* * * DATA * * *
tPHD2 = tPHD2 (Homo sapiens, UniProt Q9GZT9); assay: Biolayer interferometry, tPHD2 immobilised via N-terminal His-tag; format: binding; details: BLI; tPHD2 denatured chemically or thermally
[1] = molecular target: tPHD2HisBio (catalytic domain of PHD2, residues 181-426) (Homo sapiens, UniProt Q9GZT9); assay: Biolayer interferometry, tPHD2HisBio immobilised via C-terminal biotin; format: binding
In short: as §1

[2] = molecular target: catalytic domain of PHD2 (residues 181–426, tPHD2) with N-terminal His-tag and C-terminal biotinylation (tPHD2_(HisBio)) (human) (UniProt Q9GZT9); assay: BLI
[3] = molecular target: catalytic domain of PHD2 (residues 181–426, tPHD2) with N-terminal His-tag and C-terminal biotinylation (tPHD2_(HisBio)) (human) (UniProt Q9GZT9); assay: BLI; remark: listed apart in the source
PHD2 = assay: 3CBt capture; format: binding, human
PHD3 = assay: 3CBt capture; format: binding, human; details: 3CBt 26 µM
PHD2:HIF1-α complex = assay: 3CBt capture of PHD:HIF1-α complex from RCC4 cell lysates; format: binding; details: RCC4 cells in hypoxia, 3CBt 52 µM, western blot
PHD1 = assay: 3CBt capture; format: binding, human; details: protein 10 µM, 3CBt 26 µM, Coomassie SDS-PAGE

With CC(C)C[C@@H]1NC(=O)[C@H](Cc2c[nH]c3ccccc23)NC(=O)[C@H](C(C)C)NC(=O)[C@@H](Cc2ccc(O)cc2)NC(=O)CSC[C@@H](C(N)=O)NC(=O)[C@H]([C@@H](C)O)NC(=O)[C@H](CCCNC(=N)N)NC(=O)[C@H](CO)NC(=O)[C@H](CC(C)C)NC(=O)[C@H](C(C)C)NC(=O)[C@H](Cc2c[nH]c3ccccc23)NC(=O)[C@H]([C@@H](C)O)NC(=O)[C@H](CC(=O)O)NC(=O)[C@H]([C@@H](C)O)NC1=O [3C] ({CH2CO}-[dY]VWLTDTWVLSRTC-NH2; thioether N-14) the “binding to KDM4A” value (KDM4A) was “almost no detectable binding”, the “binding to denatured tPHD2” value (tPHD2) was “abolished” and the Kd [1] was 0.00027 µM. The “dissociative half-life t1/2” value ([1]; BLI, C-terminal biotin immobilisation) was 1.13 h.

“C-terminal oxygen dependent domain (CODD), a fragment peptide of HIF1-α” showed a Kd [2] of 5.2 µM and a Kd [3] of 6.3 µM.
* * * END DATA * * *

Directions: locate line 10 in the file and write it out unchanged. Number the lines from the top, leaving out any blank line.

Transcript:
With CC(C)C[C@@H]1NC(=O)[C@H](Cc2c[nH]c3ccccc23)NC(=O)[C@H](C(C)C)NC(=O)[C@@H](Cc2ccc(O)cc2)NC(=O)CSC[C@@H](C(N)=O)NC(=O)[C@H]([C@@H](C)O)NC(=O)[C@H](CCCNC(=N)N)NC(=O)[C@H](CO)NC(=O)[C@H](CC(C)C)NC(=O)[C@H](C(C)C)NC(=O)[C@H](Cc2c[nH]c3ccccc23)NC(=O)[C@H]([C@@H](C)O)NC(=O)[C@H](CC(=O)O)NC(=O)[C@H]([C@@H](C)O)NC1=O [3C] ({CH2CO}-[dY]VWLTDTWVLSRTC-NH2; thioether N-14) the “binding to KDM4A” value (KDM4A) was “almost no detectable binding”, the “binding to denatured tPHD2” value (tPHD2) was “abolished” and the Kd [1] was 0.00027 µM. The “dissociative half-life t1/2” value ([1]; BLI, C-terminal biotin immobilisation) was 1.13 h.